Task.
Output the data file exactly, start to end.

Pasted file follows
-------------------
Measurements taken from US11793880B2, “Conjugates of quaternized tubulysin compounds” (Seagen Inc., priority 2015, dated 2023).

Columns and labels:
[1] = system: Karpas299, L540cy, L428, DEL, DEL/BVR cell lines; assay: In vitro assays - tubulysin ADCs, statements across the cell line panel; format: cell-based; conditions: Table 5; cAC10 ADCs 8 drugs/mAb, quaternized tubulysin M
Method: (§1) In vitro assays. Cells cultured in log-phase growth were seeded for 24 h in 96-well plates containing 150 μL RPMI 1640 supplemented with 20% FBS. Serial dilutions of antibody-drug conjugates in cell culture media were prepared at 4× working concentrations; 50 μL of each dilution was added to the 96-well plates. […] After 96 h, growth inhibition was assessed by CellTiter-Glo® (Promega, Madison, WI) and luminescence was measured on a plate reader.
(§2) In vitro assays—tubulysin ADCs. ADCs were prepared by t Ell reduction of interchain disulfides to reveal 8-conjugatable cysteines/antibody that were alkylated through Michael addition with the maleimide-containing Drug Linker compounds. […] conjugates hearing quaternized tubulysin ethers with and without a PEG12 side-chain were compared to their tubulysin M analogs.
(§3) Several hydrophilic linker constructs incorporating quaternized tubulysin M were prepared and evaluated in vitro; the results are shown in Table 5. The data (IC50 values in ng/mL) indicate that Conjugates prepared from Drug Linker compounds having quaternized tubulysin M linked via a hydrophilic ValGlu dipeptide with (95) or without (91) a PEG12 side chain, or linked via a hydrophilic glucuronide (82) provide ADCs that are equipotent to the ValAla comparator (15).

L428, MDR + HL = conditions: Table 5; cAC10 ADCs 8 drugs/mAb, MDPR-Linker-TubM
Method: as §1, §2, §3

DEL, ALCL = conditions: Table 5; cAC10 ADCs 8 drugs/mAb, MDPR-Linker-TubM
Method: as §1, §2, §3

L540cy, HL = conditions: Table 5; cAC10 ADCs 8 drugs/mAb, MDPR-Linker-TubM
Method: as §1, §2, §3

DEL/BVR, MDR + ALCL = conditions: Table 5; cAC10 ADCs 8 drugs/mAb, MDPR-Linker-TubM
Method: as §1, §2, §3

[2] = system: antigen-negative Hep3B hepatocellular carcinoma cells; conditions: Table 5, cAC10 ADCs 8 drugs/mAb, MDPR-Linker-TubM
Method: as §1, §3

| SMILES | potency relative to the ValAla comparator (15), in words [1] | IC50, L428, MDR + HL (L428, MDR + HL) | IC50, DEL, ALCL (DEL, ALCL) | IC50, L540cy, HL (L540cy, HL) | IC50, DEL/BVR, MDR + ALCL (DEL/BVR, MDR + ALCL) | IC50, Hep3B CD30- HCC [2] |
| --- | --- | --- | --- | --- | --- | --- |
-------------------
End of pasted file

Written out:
Measurements taken from US11793880B2, “Conjugates of quaternized tubulysin compounds” (Seagen Inc., priority 2015, dated 2023).

Columns and labels:
[1] = system: Karpas299, L540cy, L428, DEL, DEL/BVR cell lines; assay: In vitro assays - tubulysin ADCs, statements across the cell line panel; format: cell-based; conditions: Table 5; cAC10 ADCs 8 drugs/mAb, quaternized tubulysin M
Method: (§1) In vitro assays. Cells cultured in log-phase growth were seeded for 24 h in 96-well plates containing 150 μL RPMI 1640 supplemented with 20% FBS. Serial dilutions of antibody-drug conjugates in cell culture media were prepared at 4× working concentrations; 50 μL of each dilution was added to the 96-well plates. […] After 96 h, growth inhibition was assessed by CellTiter-Glo® (Promega, Madison, WI) and luminescence was measured on a plate reader.
(§2) In vitro assays—tubulysin ADCs. ADCs were prepared by t Ell reduction of interchain disulfides to reveal 8-conjugatable cysteines/antibody that were alkylated through Michael addition with the maleimide-containing Drug Linker compounds. […] conjugates hearing quaternized tubulysin ethers with and without a PEG12 side-chain were compared to their tubulysin M analogs.
(§3) Several hydrophilic linker constructs incorporating quaternized tubulysin M were prepared and evaluated in vitro; the results are shown in Table 5. The data (IC50 values in ng/mL) indicate that Conjugates prepared from Drug Linker compounds having quaternized tubulysin M linked via a hydrophilic ValGlu dipeptide with (95) or without (91) a PEG12 side chain, or linked via a hydrophilic glucuronide (82) provide ADCs that are equipotent to the ValAla comparator (15).

L428, MDR + HL = conditions: Table 5; cAC10 ADCs 8 drugs/mAb, MDPR-Linker-TubM
Method: as §1, §2, §3

DEL, ALCL = conditions: Table 5; cAC10 ADCs 8 drugs/mAb, MDPR-Linker-TubM
Method: as §1, §2, §3

L540cy, HL = conditions: Table 5; cAC10 ADCs 8 drugs/mAb, MDPR-Linker-TubM
Method: as §1, §2, §3

DEL/BVR, MDR + ALCL = conditions: Table 5; cAC10 ADCs 8 drugs/mAb, MDPR-Linker-TubM
Method: as §1, §2, §3

[2] = system: antigen-negative Hep3B hepatocellular carcinoma cells; conditions: Table 5, cAC10 ADCs 8 drugs/mAb, MDPR-Linker-TubM
Method: as §1, §3

| SMILES | potency relative to the ValAla comparator (15), in words [1] | IC50, L428, MDR + HL (L428, MDR + HL) | IC50, DEL, ALCL (DEL, ALCL) | IC50, L540cy, HL (L540cy, HL) | IC50, DEL/BVR, MDR + ALCL (DEL/BVR, MDR + ALCL) | IC50, Hep3B CD30- HCC [2] |
| --- | --- | --- | --- | --- | --- | --- |